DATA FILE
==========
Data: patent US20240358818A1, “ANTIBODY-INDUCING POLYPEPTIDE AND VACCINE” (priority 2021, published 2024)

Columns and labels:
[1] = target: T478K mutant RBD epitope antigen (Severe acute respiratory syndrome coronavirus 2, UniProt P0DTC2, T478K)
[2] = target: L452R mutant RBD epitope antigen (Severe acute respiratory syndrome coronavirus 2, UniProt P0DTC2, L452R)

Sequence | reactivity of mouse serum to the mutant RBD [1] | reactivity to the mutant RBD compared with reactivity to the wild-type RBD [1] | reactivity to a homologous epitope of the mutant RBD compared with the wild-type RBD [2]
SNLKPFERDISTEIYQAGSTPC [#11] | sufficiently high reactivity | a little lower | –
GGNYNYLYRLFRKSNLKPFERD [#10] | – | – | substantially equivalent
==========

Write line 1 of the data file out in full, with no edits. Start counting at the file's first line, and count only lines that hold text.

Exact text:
Data: patent US20240358818A1, “ANTIBODY-INDUCING POLYPEPTIDE AND VACCINE” (priority 2021, published 2024)